What would you do?

  1. As many of you know, I am the sole Occupational Health Nurse at an aluminum extrusion plant. We have been really working on trying to reduce our number of recordable injuries by increased safety training and awareness, PPE's, etc.
    Yesterday morning when I arrived, a young man was waiting for me that had been cut on his left forearm approx. 4 inches proximal to the wrist. The cut was only about 1/2 in. wide, but was deep, and gaping. Bleeding was controlled. ROM was good in all fingers, and thumb. However, sensation to the dorsal aspect of the thumb was absent, and the top of the thumb was cold. The underside of the thumb had good sensation and warmth.
    I sent the employee to the ER, with is Supv. I later heard from the employee, who said that the ER Dr. said that the "nerve in his thumb was severed" and that he had an appt. with a hand specialist today.
    Bottom line, I was verbally reprimanded by the HR manager (who is also my manager) for sending this man to the ER! She said that I should have "sat on this" for a couple of days, to see if he "really needed to go to the Dr." She further said that I was increasing recordables and dollar expenditures, and that I might be jeopardizing my job by doing so.
    I told her that I would have been negligent, given the evidence my exam elicited, not to send the person for more definitive care, and that trying to tend an injury like that would have been practicing medicine without a license.
    She said that I was hired to diminish the number of recordables (I have been here 2 1/2 years, and the numbers are definitely improved), and that if I didn't, they might have to decide if having a nurse was worth it.
    I asked her if she was saying that I was more of a liability than an asset, and she quickly siad, no! Then I asked her if I should start packing my things, and she said no. I told her, that given the situation that I had yesterday morning; I would do the exact same thing again, and again she cautioned me about the numbers, $$, and the job.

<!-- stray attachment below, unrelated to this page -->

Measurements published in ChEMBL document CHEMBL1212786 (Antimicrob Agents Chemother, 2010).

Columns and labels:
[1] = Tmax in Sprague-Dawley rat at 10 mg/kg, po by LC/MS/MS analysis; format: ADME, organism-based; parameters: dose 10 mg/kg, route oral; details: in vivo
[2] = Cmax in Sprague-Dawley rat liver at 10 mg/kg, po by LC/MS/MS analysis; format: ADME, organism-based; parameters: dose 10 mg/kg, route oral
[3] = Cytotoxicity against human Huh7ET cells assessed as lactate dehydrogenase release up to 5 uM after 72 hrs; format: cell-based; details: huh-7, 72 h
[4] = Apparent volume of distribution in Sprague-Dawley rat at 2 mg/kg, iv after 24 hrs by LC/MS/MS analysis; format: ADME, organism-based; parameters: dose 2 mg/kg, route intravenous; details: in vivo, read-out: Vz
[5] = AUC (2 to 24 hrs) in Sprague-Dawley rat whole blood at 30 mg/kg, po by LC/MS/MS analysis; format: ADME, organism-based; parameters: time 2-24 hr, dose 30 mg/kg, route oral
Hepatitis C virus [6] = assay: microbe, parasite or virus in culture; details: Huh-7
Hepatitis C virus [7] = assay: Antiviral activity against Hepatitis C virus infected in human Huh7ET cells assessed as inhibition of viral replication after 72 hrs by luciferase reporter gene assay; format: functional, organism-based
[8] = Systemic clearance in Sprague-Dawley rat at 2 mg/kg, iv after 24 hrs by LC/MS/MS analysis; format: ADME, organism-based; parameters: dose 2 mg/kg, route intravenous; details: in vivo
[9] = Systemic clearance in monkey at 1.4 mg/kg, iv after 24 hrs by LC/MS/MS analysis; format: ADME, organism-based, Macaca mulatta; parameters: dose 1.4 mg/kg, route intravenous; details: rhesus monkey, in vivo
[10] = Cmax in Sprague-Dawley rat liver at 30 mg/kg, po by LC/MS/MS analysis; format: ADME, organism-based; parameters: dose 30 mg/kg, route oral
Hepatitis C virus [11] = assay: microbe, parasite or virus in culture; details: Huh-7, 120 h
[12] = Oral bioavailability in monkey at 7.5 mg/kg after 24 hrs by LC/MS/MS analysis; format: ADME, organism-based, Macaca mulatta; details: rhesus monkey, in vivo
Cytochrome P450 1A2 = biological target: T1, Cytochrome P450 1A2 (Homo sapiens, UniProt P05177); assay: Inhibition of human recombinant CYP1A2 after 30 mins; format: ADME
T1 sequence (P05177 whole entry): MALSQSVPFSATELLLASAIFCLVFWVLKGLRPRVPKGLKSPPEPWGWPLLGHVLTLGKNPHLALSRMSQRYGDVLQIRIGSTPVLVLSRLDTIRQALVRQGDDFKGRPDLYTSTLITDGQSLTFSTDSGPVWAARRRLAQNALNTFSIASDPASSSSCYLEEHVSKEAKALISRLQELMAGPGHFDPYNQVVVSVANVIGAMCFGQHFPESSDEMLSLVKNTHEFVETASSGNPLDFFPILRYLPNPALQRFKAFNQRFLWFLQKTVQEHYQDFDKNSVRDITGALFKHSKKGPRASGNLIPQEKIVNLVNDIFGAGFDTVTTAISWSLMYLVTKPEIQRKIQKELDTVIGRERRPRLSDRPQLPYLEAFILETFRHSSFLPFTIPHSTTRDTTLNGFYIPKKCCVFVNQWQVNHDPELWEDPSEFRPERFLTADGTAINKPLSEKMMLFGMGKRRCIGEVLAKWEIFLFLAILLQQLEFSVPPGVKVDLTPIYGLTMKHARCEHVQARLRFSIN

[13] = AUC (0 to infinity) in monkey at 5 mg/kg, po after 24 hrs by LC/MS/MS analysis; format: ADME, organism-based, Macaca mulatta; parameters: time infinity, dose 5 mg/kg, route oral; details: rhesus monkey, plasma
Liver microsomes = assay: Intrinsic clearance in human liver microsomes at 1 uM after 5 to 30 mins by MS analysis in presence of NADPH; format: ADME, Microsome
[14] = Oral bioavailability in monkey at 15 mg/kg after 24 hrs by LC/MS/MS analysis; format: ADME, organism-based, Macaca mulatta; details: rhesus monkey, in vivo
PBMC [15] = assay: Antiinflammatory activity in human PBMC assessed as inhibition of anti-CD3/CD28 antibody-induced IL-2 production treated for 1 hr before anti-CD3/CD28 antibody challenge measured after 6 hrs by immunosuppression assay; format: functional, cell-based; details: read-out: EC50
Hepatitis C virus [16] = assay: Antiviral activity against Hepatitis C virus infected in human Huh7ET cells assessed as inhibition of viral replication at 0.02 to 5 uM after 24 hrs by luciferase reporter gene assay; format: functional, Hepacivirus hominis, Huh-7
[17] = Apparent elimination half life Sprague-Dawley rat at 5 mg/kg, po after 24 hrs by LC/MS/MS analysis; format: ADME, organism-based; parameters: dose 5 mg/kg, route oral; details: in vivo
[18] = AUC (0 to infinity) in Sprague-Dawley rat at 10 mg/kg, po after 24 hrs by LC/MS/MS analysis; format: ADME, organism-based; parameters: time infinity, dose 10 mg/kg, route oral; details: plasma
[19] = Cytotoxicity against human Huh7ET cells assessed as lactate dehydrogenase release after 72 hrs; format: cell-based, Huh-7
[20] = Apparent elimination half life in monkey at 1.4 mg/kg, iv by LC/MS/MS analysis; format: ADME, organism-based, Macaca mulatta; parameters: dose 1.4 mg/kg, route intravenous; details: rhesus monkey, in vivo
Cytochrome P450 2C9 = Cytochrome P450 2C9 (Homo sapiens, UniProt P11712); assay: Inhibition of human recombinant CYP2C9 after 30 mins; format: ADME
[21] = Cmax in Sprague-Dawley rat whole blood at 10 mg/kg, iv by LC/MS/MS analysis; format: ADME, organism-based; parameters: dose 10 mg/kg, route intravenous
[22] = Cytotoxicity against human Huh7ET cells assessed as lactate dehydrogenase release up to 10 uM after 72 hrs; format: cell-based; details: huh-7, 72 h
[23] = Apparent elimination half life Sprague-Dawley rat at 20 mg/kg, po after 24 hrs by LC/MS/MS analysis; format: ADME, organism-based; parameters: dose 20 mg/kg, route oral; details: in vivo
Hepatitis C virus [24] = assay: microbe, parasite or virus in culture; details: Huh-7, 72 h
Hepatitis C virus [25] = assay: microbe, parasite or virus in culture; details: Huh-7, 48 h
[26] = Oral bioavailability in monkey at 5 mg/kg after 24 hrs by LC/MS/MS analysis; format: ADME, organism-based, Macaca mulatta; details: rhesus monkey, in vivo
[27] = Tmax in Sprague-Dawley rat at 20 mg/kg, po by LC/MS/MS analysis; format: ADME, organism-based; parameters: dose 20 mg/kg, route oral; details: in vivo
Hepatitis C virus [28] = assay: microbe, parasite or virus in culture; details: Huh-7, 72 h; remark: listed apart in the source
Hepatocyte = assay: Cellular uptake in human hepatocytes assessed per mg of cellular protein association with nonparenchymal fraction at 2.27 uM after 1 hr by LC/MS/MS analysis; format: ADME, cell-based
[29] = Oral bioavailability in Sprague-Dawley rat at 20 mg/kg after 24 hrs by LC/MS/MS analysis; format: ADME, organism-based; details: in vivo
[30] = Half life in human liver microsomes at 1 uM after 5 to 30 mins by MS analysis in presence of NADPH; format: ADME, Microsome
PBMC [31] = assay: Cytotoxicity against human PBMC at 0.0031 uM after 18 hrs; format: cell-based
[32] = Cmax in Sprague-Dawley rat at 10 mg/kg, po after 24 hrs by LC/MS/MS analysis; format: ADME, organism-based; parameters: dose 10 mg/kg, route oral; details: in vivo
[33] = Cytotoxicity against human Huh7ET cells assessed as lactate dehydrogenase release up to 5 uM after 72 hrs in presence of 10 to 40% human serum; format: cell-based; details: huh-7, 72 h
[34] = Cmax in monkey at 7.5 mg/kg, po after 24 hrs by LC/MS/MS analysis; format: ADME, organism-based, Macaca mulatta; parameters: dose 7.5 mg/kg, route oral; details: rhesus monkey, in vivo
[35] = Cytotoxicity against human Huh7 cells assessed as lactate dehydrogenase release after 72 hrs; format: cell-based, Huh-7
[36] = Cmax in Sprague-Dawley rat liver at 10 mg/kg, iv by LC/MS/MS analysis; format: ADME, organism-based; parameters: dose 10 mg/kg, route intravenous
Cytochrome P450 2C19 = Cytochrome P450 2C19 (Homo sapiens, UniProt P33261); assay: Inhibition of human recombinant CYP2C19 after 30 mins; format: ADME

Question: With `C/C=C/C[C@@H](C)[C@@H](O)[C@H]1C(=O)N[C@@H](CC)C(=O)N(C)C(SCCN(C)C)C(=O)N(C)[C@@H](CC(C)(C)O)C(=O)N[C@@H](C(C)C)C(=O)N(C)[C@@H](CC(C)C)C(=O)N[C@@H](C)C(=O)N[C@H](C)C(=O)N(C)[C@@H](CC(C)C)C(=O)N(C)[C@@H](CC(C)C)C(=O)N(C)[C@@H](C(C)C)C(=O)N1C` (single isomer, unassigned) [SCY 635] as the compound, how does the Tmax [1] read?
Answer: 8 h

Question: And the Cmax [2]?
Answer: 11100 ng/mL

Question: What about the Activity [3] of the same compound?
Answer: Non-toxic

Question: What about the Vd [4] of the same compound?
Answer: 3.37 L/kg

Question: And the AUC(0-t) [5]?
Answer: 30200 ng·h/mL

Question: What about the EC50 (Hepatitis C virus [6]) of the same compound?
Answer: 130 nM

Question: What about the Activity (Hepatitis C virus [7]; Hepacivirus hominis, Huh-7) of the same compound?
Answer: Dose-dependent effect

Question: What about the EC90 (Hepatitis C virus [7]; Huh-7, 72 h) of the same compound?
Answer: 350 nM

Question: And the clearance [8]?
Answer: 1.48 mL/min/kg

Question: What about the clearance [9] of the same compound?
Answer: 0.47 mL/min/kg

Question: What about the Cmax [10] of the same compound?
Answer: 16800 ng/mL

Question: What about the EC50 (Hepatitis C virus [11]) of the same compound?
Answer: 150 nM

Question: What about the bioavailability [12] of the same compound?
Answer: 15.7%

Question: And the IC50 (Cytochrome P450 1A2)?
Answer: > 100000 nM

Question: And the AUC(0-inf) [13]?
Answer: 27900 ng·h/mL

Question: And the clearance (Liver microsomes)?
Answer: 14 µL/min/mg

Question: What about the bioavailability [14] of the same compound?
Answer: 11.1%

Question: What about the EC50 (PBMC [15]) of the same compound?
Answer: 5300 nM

My question is this: I know I am right in this situation. However, I need this job, and the insurance. I work 32 hrs. in 3 days, and have full bene's. I have a bad knee and a bad ankle, which prohibit me from doing hospital work any longer. What would you do?
    Thanks for your input... (....for Micro!)
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  2. 11 Comments

  3. by   hoolahan
    Report her to corporate compliance. An employees safety should never be compromised to save a few bucks! Thank God you didn't sit on it. It is obvious you know your job, but the HR bimbo has no concept of anything but $$.
  4. by   WashYaHands
    You did the right thing. If the HR manager brings it up again, I'd tell her that as an RN you operate under the nurse practice act and adhere to RN standards of practice, not under the gross national product. If the numbers in the past 2.5 years indicate that you've improved recordables, then you're accomplishing that aspect of your duties as well as providing appropriate health care for the population that you serve.
    Find out how the accident happened. Perhaps the environment was unsafe and needs to be addressed to prevent injuries in the future. Stand your ground, you did the right thing.

    Linda
  5. by   aimeee
    Ditto what Hoolahan said. What corporate bull@#$#! If you have to error to one side, it has to be on the side of patient safety. I think it unlikely you would lose your job for practicing good medicine, but if it does happen, have faith that another door will open for you which will lead to something better.
  6. by   it'sallbueno
    I was an OHN/workers' comp nurse for five years. As you know, you absolutely did the right thing by sending that employee to the ER.

    You might remind your HR boss that the claims bill will be infinitely less money than that of the injured employee attorney's bills, should he have decided to hire an attorney for inadequate care.